A metabolic pathway study on an ocean floor compound led marine scientist Veronika Kivenson straight to our gut. When she found evidence that a genetic code expansion utilized for metabolism in an ocean sediment compound also appears in the human gut, she knew she needed to understand this pathway better.
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Veronika Kivenson recently received her Ph.D. in Marine Science from UC Santa Barbara and is now working on a post doc at Oregon State University.
She studies microorganism and how they react with their surroundings, especially their metabolism, and what they consume and produce. While studying marine sediment, she came across an interesting connection with gut metabolism. An amino acid that converts from a stop codon in order to metabolize trimethylamine appears in both places. Furthermore, trimethylamine is listed in the negative column in animal-based diet pros and cons.
Animal-based foods are a major source of trimethylamine. In our liver, it becomes trimethylamine-N-oxide, or TMAO, which causes plaque, an element of cardiovascular disease symptoms. But if a pathway in the gut can prevent that formation of TMAO, that’s significant. Veronika Kivenson is looking at the potential beneficial role in the genetic code expansion pathway that consumes and prevents TMA from becoming TMAO, or part of plaque formation.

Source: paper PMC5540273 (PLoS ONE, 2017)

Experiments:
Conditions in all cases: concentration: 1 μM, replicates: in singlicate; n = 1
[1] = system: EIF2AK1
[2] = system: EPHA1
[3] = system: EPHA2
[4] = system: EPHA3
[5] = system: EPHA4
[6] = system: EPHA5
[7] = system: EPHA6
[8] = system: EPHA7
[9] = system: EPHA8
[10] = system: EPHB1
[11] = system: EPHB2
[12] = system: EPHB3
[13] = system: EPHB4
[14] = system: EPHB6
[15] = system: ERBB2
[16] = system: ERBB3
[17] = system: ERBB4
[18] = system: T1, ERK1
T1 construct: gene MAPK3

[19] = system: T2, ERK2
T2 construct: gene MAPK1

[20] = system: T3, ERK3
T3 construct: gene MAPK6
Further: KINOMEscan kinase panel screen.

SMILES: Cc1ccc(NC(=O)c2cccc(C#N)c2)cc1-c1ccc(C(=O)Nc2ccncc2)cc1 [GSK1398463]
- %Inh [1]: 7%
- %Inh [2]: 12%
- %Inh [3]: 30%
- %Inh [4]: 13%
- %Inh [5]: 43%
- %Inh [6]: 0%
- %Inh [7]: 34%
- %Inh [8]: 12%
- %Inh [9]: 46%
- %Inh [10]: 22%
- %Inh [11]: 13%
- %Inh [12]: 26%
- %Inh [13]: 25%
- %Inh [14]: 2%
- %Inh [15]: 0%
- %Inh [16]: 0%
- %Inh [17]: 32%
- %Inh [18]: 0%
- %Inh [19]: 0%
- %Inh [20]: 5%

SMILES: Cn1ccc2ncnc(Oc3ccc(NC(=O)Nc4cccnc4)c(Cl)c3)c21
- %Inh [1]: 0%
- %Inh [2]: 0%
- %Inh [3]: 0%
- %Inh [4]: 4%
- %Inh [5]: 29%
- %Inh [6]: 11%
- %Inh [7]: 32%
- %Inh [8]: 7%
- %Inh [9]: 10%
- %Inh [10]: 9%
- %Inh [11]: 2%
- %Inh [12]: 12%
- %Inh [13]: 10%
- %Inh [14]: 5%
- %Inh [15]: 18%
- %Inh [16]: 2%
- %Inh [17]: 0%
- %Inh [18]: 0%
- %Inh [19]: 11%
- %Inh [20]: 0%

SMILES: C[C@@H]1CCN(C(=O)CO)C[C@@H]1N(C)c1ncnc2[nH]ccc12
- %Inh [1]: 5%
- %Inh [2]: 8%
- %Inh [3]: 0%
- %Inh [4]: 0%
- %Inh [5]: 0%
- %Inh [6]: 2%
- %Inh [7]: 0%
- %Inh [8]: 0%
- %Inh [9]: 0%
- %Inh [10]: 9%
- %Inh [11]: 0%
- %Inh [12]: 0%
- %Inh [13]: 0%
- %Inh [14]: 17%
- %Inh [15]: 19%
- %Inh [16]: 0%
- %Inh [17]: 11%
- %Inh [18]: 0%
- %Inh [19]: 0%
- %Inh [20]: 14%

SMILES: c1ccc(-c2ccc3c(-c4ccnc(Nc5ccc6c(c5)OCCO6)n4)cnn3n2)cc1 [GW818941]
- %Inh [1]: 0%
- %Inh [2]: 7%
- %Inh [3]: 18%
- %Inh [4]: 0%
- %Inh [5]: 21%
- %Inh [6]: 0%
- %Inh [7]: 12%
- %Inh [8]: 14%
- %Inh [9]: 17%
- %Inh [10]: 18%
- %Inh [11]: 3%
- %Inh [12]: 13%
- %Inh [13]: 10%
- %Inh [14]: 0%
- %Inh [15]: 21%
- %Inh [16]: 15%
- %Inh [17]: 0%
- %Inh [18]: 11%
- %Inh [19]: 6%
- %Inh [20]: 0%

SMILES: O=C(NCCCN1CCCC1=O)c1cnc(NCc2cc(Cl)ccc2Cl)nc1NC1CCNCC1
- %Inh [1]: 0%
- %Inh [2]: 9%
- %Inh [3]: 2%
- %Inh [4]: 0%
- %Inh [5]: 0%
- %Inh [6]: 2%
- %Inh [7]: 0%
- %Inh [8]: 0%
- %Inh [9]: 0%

What’s really interesting is that this consuming bacteria is also associated with meat consumption. The Bilophila genus bacteria, through genetic code expansion, prevents the formation of the harmful TMAO. Studies on these pathways could lead to probiotic therapies to address cardiovascular disease.
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Episode also available on Apple Podcasts: apple.co/30PvU9C